Despite the blood-curdling declarations of "civil war" from ultra-Orthodox leaders, they know that Tuesday’s High Court ruling ending state grants to yeshiva students who received their military draft notices last year was the correct one.
- High Court cuts yeshiva funding for Haredi draft-dodgers
- Thousands of ultra-Orthodox Jews protest cut in yeshiva funding for draft-dodgers
- Israel’s policy of not drafting Haredim puts religion above all else
I think it was also historic: the first time the court has actually halted the cash transfers, hurting the yeshivas where they feel it most – in their money clips.
Haredi leaders may parrot Aryeh Deri's accusations of "persecution" but deep down they know that their community cannot continue its state of semi-isolation from wider Israeli society. The ultra-Orthodox community simply cannot afford to sink deeper into poverty and subsistence culture.
At least two-thirds of Israel's ultra-Orthodox Jewish men aren't working at all, and it's a major economic problem. The 700,000 ultra-Orthodox among Israel's population are Israel's poorest sector. They have large families, with an average of nearly seven children per couple. Sixty percent of the community lives below the poverty line and the proportion is rising.
The golden age is over. The world economic crisis has slashed the foreign donations that used to sustain thousands of yeshiva students. The tax-paying Israeli middle classes support Finance Minister Yair Lapid’s vision of “sharing the national burden.” His point man on religious issues, Dov Lipman, talks a lot of sense.
It’s not just a question of domestic Israeli politics. Nearly one in five Israeli men between ages 35 and 54 are not part of the labor force – 60 percent higher than the average among developed nations. When Israel was accepted into the OECD, the organization urged "profound policy changes" and "efforts to encourage the Haredim to strengthen their vocational skills as part of a drive for a more self-sufficient - and less poverty-ridden - balance between religious worship and work."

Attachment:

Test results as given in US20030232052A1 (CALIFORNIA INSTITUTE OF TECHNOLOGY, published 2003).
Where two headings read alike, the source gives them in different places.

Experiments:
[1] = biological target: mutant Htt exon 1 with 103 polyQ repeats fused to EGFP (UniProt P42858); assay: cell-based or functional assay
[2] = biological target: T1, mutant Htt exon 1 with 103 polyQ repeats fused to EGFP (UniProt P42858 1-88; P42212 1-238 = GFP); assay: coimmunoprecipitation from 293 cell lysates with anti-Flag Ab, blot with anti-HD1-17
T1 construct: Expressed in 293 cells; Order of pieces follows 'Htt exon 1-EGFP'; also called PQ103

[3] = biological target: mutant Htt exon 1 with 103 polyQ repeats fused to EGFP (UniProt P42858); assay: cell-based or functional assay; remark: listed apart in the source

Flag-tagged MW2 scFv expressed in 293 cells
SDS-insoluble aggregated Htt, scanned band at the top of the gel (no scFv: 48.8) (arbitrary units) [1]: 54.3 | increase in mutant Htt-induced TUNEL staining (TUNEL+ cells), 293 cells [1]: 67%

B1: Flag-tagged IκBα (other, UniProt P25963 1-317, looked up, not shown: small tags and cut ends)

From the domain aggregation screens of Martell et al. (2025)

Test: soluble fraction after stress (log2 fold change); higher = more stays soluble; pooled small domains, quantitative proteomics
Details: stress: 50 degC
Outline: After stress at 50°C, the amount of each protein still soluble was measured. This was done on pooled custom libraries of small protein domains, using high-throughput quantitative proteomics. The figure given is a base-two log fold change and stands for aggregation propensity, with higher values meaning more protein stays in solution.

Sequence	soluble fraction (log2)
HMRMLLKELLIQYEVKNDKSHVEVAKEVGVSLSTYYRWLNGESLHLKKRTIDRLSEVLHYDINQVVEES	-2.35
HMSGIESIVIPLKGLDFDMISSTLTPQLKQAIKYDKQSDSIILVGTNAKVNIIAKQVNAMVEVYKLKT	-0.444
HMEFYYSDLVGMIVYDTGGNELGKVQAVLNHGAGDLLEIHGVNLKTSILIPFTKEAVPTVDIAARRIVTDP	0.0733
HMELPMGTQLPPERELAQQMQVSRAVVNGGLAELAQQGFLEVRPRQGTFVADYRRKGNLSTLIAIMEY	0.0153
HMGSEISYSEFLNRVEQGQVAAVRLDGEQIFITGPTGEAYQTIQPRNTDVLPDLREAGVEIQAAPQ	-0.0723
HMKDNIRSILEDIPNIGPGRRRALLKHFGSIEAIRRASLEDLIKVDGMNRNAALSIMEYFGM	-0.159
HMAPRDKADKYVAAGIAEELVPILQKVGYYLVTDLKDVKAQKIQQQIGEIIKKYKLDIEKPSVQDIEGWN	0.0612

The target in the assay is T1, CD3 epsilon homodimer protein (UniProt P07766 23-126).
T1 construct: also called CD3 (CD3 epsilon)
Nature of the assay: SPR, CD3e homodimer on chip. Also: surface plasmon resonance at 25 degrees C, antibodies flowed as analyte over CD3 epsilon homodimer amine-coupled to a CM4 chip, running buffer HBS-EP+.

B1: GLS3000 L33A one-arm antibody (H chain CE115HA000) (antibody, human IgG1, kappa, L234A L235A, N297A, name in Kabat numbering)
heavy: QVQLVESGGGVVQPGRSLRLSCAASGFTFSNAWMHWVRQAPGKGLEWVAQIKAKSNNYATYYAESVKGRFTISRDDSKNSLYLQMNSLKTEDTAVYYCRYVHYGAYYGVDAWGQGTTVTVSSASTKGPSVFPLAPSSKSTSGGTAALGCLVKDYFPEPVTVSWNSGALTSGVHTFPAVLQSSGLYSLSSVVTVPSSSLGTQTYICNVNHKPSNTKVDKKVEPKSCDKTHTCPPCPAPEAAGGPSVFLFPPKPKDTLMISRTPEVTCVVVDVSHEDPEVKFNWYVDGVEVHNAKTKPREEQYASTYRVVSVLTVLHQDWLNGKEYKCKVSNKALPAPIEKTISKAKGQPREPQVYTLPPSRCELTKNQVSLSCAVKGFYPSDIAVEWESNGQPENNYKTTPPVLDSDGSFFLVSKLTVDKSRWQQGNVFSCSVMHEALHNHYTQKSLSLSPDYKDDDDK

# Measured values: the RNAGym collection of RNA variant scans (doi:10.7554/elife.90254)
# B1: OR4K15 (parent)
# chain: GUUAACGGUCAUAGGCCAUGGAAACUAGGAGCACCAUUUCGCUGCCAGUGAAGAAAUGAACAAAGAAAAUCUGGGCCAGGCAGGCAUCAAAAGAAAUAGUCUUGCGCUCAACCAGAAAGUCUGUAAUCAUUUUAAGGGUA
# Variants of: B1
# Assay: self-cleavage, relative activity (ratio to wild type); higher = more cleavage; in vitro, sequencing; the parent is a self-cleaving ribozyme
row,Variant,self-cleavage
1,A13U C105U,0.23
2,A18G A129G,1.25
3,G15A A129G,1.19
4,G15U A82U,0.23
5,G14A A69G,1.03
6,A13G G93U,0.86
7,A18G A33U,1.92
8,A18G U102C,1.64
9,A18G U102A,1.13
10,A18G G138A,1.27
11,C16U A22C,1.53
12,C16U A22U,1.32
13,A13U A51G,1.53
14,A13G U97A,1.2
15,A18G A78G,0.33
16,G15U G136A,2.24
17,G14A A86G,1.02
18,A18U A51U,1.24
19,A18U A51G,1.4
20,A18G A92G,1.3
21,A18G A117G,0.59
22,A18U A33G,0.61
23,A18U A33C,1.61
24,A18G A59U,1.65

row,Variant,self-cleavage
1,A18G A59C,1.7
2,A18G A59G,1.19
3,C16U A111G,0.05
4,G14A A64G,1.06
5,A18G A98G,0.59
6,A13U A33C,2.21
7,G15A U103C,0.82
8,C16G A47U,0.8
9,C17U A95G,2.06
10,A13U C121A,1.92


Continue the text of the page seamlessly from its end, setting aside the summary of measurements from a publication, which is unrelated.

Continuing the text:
Former Bank of Israel Governor Stanley Fischer was fond of pointing out that while rates of poverty are falling among Israeli Arabs, who make up a little more than 20 percent of the population, they have actually been rising among the 10 percent who are Haredi.
Much of this poverty stems from the agreement allowing religious students exemption from military service that over half a century has mushroomed into almost an entire community living off the state. In order to claim the exemption, seminary students must remain at their studies until age 28.
"This is not sustainable," Fischer once told me. "We can't have an ever-increasing proportion of the population continuing to not go to work. So it's going to change, somehow or the other. The question is does that change happen in social conflict, in political conflict, or can it be helped to happen consensually and constructively?"
"Around 70 percent of the men don't work in the formal labor force. This is an absolute guarantee of being poor, if you don't work," Fischer said. "This is not a problem in the United States among the Haredi community - there, they work. It is a problem in Israel. The question is why."
He said a key factor was government incentives encouraging Haredi students to claim welfare.
Enter Lapid, combined with the High Court’s firm stance – first on the Tal Law that sought to extend the Haredi army exemption, and now on the budget transfer.
Thousands of ultra-Orthodox men are now reporting for military duty, hoping to follow the mainstream of Israeli society into higher education and a professional working life instead of a marginal existence living off handouts from the state.
There are already 3,500 Haredi soldiers in the IDF. That figure is expected to reach 10,000 by 2018.
They aren’t just entering the IDF Nahal Haredi unit – though a second company had to be formed last year to accommodate the steady influx of new recruits. Ultra-Orthodox men are also flocking to computer units, leveraging their Talmudic skills for technical know-how and giving themselves a leg up into the job market.
And it’s not just the army. In the private professions, ultra-Orthodox candidates are presenting themselves for interview at law and accountancy firms in higher numbers than ever before.
There’s no reason why they shouldn’t. According to the Taub Center for Social Policy Studies in Israel, non-employment in the ultra-Orthodox sector is a new phenomenon. Thirty years ago, the rate of Haredi non-employment was 21 percent, now it’s 60 percent – a threefold increase that cannot be sustained without damaging all of Israeli society.